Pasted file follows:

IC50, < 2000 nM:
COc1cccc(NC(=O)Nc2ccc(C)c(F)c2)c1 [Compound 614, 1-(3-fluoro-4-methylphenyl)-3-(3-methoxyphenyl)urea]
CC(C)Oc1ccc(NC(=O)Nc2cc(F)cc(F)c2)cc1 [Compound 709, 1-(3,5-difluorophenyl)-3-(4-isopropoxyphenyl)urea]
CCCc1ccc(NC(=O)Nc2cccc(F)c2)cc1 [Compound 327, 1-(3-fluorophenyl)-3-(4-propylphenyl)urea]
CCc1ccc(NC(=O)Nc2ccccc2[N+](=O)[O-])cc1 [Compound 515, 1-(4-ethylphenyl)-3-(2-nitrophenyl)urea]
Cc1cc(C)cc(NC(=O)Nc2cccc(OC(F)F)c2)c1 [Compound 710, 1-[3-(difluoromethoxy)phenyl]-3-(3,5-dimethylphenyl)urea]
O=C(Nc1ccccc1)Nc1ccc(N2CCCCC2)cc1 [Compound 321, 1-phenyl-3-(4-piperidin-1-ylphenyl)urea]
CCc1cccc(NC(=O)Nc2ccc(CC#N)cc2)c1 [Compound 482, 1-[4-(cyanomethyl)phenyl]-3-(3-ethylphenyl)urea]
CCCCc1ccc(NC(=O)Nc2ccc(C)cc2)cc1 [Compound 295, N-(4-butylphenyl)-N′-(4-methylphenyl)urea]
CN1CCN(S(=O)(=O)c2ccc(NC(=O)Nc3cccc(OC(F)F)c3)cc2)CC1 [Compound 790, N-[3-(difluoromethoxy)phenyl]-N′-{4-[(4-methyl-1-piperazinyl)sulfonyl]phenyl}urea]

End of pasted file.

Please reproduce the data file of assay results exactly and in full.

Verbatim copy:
IC50, < 2000 nM:
COc1cccc(NC(=O)Nc2ccc(C)c(F)c2)c1 [Compound 614, 1-(3-fluoro-4-methylphenyl)-3-(3-methoxyphenyl)urea]
CC(C)Oc1ccc(NC(=O)Nc2cc(F)cc(F)c2)cc1 [Compound 709, 1-(3,5-difluorophenyl)-3-(4-isopropoxyphenyl)urea]
CCCc1ccc(NC(=O)Nc2cccc(F)c2)cc1 [Compound 327, 1-(3-fluorophenyl)-3-(4-propylphenyl)urea]
CCc1ccc(NC(=O)Nc2ccccc2[N+](=O)[O-])cc1 [Compound 515, 1-(4-ethylphenyl)-3-(2-nitrophenyl)urea]
Cc1cc(C)cc(NC(=O)Nc2cccc(OC(F)F)c2)c1 [Compound 710, 1-[3-(difluoromethoxy)phenyl]-3-(3,5-dimethylphenyl)urea]
O=C(Nc1ccccc1)Nc1ccc(N2CCCCC2)cc1 [Compound 321, 1-phenyl-3-(4-piperidin-1-ylphenyl)urea]
CCc1cccc(NC(=O)Nc2ccc(CC#N)cc2)c1 [Compound 482, 1-[4-(cyanomethyl)phenyl]-3-(3-ethylphenyl)urea]
CCCCc1ccc(NC(=O)Nc2ccc(C)cc2)cc1 [Compound 295, N-(4-butylphenyl)-N′-(4-methylphenyl)urea]
CN1CCN(S(=O)(=O)c2ccc(NC(=O)Nc3cccc(OC(F)F)c3)cc2)CC1 [Compound 790, N-[3-(difluoromethoxy)phenyl]-N′-{4-[(4-methyl-1-piperazinyl)sulfonyl]phenyl}urea]